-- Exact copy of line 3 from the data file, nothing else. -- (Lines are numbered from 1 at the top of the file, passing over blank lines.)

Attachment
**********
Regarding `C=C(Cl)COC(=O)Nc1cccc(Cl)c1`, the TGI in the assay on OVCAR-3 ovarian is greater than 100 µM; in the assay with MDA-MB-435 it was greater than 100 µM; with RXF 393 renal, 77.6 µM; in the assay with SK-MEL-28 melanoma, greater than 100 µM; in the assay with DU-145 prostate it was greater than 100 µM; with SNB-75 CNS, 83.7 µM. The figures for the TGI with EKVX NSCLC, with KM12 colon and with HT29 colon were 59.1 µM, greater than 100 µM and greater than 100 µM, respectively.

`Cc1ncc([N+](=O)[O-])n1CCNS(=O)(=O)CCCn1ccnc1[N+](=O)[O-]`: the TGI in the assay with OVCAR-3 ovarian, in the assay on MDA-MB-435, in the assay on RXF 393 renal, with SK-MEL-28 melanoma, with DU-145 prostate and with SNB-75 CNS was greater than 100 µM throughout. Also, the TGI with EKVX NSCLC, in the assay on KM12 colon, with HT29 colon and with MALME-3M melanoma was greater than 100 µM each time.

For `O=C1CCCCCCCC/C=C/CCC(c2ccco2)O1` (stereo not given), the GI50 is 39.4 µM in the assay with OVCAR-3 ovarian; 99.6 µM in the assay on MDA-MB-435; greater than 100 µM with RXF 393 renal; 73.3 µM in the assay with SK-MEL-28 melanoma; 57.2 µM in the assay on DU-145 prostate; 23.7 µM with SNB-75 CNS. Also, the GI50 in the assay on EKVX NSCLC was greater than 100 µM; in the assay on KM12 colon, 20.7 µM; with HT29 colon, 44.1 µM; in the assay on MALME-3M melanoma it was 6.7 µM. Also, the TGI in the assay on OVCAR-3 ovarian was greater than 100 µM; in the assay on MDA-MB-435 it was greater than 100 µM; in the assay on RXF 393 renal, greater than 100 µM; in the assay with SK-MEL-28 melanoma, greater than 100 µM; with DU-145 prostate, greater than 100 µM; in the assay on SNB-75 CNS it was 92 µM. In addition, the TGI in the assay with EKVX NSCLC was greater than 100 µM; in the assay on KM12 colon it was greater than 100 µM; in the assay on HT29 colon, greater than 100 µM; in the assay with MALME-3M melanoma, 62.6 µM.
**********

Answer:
For `O=C1CCCCCCCC/C=C/CCC(c2ccco2)O1` (stereo not given), the GI50 is 39.4 µM in the assay with OVCAR-3 ovarian; 99.6 µM in the assay on MDA-MB-435; greater than 100 µM with RXF 393 renal; 73.3 µM in the assay with SK-MEL-28 melanoma; 57.2 µM in the assay on DU-145 prostate; 23.7 µM with SNB-75 CNS. Also, the GI50 in the assay on EKVX NSCLC was greater than 100 µM; in the assay on KM12 colon, 20.7 µM; with HT29 colon, 44.1 µM; in the assay on MALME-3M melanoma it was 6.7 µM. Also, the TGI in the assay on OVCAR-3 ovarian was greater than 100 µM; in the assay on MDA-MB-435 it was greater than 100 µM; in the assay on RXF 393 renal, greater than 100 µM; in the assay with SK-MEL-28 melanoma, greater than 100 µM; with DU-145 prostate, greater than 100 µM; in the assay on SNB-75 CNS it was 92 µM. In addition, the TGI in the assay with EKVX NSCLC was greater than 100 µM; in the assay on KM12 colon it was greater than 100 µM; in the assay on HT29 colon, greater than 100 µM; in the assay with MALME-3M melanoma, 62.6 µM.